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I'm interested in solving the following difference equation: $x[k-1]+(k^2+k+a)/x[k]=b$, $k=1,2,\ldots$, where $a,b$ are fixed positive numbers; let's say $x[1]=c>0$. Mathematica's RSolve function doesn't yield the general solution.

RSolve[{x[k - 1] + (k^2 + k + a)/x[k] == b}, x, k]

I tried RecurrenceTable. It produced something that looks like a cont fraction. Does anyone recognize it?

RecurrenceTable[{x[k - 1] + (k^2 + k + a)/x[k] == b, 
  x[1] == c}, x, {k, 10}]
{c, (6 + a)/(b - c), (12 + a)/(b - (6 + a)/(b - c)), (20 + a)/(
 b - (12 + a)/(b - (6 + a)/(b - c))), (30 + a)/(
 b - (20 + a)/(b - (12 + a)/(b - (6 + a)/(b - c)))), (42 + a)/(
 b - (30 + a)/(b - (20 + a)/(b - (12 + a)/(b - (6 + a)/(b - c))))), (
 56 + a)/(b - (42 + a)/(
  b - (30 + a)/(
   b - (20 + a)/(b - (12 + a)/(b - (6 + a)/(b - c)))))), (72 + a)/(
 b - (56 + a)/(
  b - (42 + a)/(
   b - (30 + a)/(
    b - (20 + a)/(b - (12 + a)/(b - (6 + a)/(b - c))))))), (90 + a)/(
 b - (72 + a)/(
  b - (56 + a)/(
   b - (42 + a)/(
    b - (30 + a)/(
     b - (20 + a)/(b - (12 + a)/(b - (6 + a)/(b - c)))))))), (
 110 + a)/(
 b - (90 + a)/(
  b - (72 + a)/(
   b - (56 + a)/(
    b - (42 + a)/(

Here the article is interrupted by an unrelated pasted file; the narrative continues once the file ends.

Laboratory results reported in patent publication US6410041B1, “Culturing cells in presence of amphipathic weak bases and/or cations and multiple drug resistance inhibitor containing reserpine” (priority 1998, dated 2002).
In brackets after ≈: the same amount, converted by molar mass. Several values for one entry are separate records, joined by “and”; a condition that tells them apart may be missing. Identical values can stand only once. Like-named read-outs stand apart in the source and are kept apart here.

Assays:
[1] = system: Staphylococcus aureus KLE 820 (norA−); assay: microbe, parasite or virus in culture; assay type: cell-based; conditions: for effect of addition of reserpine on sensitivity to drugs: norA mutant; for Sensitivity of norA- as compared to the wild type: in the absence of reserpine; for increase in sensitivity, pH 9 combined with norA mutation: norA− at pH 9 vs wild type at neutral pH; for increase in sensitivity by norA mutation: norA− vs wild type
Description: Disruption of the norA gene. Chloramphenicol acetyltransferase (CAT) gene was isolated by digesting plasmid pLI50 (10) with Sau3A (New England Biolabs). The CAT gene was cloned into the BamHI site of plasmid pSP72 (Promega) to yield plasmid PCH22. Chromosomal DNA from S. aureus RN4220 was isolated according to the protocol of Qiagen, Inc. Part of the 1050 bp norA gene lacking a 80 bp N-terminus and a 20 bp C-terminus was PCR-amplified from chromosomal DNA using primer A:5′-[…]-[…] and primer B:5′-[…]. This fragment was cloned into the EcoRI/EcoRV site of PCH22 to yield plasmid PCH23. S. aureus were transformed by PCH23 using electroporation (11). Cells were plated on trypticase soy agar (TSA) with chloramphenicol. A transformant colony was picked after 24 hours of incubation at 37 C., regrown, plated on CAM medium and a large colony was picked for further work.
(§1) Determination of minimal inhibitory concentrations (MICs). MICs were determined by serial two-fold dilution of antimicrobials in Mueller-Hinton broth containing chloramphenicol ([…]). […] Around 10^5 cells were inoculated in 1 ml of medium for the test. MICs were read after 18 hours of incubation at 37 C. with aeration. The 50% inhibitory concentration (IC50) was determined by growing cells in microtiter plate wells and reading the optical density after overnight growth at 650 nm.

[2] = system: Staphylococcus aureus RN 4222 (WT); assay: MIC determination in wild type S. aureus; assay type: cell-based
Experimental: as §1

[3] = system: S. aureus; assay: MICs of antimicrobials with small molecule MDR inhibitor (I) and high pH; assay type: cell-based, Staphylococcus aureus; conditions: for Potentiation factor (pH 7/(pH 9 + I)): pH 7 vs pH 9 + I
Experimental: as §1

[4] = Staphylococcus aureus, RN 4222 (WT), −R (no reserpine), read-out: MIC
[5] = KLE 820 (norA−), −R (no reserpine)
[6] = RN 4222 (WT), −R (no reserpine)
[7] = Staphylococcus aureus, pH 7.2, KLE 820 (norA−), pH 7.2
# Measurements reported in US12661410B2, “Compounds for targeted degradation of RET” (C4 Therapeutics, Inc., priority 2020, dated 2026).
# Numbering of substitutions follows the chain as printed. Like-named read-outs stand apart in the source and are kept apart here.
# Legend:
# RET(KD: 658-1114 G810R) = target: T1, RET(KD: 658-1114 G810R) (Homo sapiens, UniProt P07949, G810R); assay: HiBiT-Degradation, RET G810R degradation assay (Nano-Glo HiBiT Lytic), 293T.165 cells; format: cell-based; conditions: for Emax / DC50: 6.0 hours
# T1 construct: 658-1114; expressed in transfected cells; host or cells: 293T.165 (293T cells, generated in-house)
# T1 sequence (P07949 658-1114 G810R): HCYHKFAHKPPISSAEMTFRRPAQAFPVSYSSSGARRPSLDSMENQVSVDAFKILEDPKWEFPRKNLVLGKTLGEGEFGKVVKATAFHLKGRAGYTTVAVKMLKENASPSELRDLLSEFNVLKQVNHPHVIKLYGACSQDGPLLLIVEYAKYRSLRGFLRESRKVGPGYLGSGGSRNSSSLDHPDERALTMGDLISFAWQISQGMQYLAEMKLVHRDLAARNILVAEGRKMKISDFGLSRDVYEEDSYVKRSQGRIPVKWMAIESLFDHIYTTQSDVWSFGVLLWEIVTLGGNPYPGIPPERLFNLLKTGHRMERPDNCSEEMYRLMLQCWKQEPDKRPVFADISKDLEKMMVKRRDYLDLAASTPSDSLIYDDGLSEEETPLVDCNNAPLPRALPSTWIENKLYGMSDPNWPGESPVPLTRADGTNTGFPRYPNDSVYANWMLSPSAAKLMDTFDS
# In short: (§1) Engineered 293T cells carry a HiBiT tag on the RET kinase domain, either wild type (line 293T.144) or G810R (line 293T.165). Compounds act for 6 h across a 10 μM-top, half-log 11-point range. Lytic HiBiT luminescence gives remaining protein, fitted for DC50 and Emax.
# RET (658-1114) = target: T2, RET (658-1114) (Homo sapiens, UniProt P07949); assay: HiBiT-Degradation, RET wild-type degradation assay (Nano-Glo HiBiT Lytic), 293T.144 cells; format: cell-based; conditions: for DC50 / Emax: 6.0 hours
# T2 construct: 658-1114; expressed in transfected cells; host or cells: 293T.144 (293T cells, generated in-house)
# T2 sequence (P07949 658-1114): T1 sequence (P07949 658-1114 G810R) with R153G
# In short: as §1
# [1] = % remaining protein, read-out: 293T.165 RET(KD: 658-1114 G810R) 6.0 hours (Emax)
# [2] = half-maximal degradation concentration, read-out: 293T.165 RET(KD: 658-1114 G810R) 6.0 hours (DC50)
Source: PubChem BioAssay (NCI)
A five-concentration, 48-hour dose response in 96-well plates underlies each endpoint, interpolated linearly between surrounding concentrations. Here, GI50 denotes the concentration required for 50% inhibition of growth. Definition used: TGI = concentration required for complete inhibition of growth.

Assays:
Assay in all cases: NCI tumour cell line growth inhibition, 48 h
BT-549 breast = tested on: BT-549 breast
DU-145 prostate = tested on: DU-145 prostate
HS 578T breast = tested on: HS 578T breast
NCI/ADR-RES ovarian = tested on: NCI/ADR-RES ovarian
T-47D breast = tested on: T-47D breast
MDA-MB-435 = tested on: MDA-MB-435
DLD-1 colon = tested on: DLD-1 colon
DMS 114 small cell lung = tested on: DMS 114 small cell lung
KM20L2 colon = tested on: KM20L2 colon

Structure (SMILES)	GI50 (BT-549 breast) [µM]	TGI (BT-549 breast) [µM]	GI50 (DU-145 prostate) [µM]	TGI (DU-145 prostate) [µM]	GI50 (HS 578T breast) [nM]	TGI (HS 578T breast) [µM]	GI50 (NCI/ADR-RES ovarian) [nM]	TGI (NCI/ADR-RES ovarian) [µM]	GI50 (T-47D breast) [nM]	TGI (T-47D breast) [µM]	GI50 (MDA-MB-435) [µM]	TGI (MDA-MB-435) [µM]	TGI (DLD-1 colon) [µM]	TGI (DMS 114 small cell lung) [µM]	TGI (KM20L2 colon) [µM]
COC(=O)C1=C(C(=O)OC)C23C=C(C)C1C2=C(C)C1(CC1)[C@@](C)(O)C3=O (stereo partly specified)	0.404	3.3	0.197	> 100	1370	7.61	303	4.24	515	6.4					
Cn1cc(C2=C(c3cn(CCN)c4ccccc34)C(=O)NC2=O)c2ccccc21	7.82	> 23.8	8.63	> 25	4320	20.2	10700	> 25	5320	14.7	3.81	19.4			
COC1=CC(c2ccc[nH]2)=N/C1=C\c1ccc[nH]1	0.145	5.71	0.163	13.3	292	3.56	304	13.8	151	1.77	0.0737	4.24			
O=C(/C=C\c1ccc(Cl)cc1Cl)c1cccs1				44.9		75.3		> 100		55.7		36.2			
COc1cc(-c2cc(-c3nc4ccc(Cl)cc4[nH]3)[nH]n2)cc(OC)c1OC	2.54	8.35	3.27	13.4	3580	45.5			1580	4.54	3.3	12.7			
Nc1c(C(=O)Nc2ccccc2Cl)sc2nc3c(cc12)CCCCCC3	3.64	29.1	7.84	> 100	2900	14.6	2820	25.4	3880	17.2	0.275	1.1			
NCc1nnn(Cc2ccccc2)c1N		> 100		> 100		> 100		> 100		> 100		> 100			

b - (30 + a)/(
      b - (20 + a)/(b - (12 + a)/(b - (6 + a)/(b - c)))))))))}

I suspect the continued fraction is probably a hypergeometric function of some sort.

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    $\begingroup$ Some of the constants look suspicous: A002378 Oblong (or promic, pronic, or heteromecic) numbers: a(n) = n*(n+1). (Formerly M1581 N0616) oeis.org/… $\endgroup$ – flinty May 14 at 21:05
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    $\begingroup$ ... in fact it's simpler than that - the constants in the fraction from bottom to top appear in Table[(n - 4) (n - 5), {n, 7, 50}] $\endgroup$ – flinty May 14 at 21:21
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I wrote the recursion directly by solving for x[k] in terms of x[k-1]:

Clear[x];
x[k_] := x[k] = (a + k + k^2)/(b - x[k - 1])
x[1] = c; 

This clearly gives a "continued fraction-like" answer:

x[#] & /@ Range[10]

enter image description here

Observing that the coefficients in each stack are the same:

coef={6, 12, 20, 30, 42, 56, 72, 90, 110}

I tried:

FindSequenceFunction[{6, 12, 20, 30, 42, 56, 72, 90, 110}]

2 + 3 #1 + #1^2 &

Of course this is not a proof of anything, but likely this pattern continues and might lead you to a relatively simple general form.

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